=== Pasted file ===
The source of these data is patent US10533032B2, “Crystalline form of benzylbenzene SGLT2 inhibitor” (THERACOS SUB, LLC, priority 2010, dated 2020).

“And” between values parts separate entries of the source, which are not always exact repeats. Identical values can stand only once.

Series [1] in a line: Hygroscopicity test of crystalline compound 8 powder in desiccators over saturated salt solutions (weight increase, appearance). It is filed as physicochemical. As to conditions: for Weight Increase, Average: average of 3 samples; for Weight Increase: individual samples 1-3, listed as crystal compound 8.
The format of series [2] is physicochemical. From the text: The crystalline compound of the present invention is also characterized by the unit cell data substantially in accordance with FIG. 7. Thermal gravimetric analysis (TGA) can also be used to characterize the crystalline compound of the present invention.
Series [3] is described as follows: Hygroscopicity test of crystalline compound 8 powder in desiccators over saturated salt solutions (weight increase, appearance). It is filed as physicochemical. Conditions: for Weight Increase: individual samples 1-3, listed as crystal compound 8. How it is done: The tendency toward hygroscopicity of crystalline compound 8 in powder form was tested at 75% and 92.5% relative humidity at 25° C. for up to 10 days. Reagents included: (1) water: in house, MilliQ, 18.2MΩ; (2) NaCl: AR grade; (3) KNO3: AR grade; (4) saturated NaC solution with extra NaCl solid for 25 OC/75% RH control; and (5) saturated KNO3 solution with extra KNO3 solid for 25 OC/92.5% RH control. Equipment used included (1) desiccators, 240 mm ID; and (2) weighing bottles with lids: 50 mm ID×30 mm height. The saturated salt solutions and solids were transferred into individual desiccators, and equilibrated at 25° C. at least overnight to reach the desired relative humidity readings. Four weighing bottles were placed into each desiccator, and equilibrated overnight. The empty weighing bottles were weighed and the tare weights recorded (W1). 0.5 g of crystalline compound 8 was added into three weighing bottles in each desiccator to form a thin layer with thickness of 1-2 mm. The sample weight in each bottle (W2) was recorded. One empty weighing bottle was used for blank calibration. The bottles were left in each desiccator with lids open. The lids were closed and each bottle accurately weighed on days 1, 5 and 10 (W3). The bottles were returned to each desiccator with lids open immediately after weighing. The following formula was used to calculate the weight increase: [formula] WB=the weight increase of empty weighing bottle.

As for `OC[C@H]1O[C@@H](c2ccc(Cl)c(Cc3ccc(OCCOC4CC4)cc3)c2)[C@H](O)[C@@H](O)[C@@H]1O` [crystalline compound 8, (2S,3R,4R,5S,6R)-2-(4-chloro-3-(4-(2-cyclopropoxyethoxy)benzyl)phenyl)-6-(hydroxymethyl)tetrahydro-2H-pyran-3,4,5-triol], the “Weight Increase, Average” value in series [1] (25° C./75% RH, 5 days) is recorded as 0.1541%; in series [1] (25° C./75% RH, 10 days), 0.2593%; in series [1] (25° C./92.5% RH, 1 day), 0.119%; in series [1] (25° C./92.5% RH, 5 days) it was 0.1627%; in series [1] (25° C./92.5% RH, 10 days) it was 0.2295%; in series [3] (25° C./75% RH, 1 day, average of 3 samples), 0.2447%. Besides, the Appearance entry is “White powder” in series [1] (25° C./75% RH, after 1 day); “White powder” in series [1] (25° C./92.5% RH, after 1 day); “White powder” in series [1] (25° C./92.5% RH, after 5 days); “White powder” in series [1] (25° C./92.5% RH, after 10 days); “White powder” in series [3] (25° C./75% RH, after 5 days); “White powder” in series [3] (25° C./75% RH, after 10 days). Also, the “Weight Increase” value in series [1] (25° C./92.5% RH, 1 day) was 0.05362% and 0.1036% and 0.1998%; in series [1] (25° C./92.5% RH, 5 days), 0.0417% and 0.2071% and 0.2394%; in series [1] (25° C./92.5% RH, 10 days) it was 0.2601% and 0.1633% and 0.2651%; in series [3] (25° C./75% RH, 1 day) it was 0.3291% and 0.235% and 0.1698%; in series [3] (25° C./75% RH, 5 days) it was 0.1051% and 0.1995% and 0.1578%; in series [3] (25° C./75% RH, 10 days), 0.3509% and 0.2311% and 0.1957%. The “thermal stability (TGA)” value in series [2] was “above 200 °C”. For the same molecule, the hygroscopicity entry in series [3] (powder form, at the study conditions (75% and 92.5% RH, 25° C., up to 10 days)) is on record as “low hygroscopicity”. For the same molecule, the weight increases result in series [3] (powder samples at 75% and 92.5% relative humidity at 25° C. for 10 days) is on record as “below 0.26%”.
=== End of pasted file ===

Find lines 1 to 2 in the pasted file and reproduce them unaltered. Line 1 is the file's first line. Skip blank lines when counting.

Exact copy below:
The source of these data is patent US10533032B2, “Crystalline form of benzylbenzene SGLT2 inhibitor” (THERACOS SUB, LLC, priority 2010, dated 2020).

“And” between values parts separate entries of the source, which are not always exact repeats. Identical values can stand only once.